Dish two was the Greek Lamb Cutlets with a yoghurt dressing. The cutlets were cooked medium-rare and we each had one each to gnaw on. Ideally I want more than one small cutlet so the small serve was disappointing and the semi-tzatziki had no real flavour.
Time was getting away and we stuck around only to have the fish course – BBQ Fish and Chips with sauce grib served with James Squire Golden Ale. The fish was cooked perfectly but the potatoes, which were also cooked on the grill, were much too hard and starchy in the centre. The sauce almost made up for the downfall. We then had to run – the event was supposed to finish at 3pm and it was now 3.30pm and had another event to get to. So we missed out on the BBQ banana split – said goodbye to the chef and went on our way.
This all leads me to my point….
Speaking to a few other attendees who had been to a few other events on Friday and Saturday, we found that there were quite a few disappointing stories coming out and it got me thinking…
Has the Melbourne Food and Wine Festival become more quantity than quality?
I was initially disheartened to hear that the Broadsheet Cafe, which popped up last year in Bourke St laneway, was off the cards for this year. The idea was to build the ultimate Melbourne cafe with the city’s best beans and baristas taking it in turns to run the show. Each operator, including Seven Seeds, Dead Man Espresso, Market Lane, Proud Mary, Five Senses and The Premises, showcased their unique roasts, tastes and techniques.
This concept suits Melbourne perfectly. This year, instead of the cafe, they went with the Broadsheet Bar concept. This time you will find yourself across the road from Journal in another barebones space but lacking the charm of the cafe. The bar will feature the likes of of The Everleigh, Seamstress, Bar Americano, Der Raum, EDV, Bar Ampere and Black Pearl – but imagining what the cost of the cocktails will be, I seriously question whether they will be of a standard that you would get should you visit the individual bars separately. My guess is the more people waiting, the faster they will need to make the cocktails. So why did they replace their cafe idea in the coffee centre of Australia – just a bid to expand their liquid empire?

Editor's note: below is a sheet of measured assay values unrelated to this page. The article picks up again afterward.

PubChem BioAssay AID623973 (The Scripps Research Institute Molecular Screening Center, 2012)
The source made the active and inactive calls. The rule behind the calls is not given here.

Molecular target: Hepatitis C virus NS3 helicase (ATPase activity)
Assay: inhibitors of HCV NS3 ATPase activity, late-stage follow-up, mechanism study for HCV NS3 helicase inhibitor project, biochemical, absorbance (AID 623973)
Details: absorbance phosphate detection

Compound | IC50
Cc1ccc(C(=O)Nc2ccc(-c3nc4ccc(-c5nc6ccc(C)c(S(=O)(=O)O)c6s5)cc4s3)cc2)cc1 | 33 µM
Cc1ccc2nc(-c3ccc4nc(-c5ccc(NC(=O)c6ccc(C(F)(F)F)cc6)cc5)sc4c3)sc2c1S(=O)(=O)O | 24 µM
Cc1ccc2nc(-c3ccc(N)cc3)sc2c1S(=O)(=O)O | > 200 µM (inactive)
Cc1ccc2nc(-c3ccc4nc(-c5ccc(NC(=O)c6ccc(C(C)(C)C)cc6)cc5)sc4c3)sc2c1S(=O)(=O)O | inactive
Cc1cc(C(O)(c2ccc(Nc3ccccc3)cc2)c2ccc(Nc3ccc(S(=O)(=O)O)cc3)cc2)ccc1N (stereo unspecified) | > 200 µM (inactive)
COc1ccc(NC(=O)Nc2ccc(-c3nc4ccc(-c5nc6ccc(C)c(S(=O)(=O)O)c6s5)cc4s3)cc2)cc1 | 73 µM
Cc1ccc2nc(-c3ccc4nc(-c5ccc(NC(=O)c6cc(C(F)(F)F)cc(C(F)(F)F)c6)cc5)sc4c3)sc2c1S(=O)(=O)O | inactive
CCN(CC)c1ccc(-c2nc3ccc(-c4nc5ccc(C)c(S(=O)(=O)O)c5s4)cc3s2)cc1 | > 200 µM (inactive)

Going back to the original questions of quality versus quantity. At the event we attended, people were dumbfounded at the amount of choices available in the MFWF Guide. Their main question was how did you know you were going to get your money’s worth? A tricky question indeed. The BBQ event was $70 and it was argued that this event was below the standard expected. Yes they would be impressed if there were over at a friend’s place for lunch and were served the same dishes – but after choosing this as possibly the one event to attend they were disheartened by the amount and what they received.
Another Melbourne Food Blogger – My Second Helping – had a similar experience and detailed the farce in the post ‘A Gastromomical Gaffe‘ at Fenix restaurant which you can read here. I would assume that a majority of MFWF-goers have had no desire to attend Fawlty Towers – Dining Experience, so why did Manu think it was a suitable place for tacky theatre. He need only wait a few weeks until he could take out this shtick at the Melbourne Comedy Festival.
Has the MFWF become too big for it’s boots? The 2013 festival needs to be scaled back and not include events that are just there to make a buck rather than feed eager attendees and showcase their exceptional chefs, wait staff and food.
While there are budget events – and we all love a free movie in Fed Square – are we really expected to fork out between $150-$250 for just one event and pinning your culinary hopes and dreams on a wing and a prayer. They need to look at their pricing structure. Either way, I wouldn’t be willing to take my chances.
So good readers – what events have you attended, were you impressed and do you think you received your money’s worth?
23-25 Hardware Lane
Melbourne, VIC 3000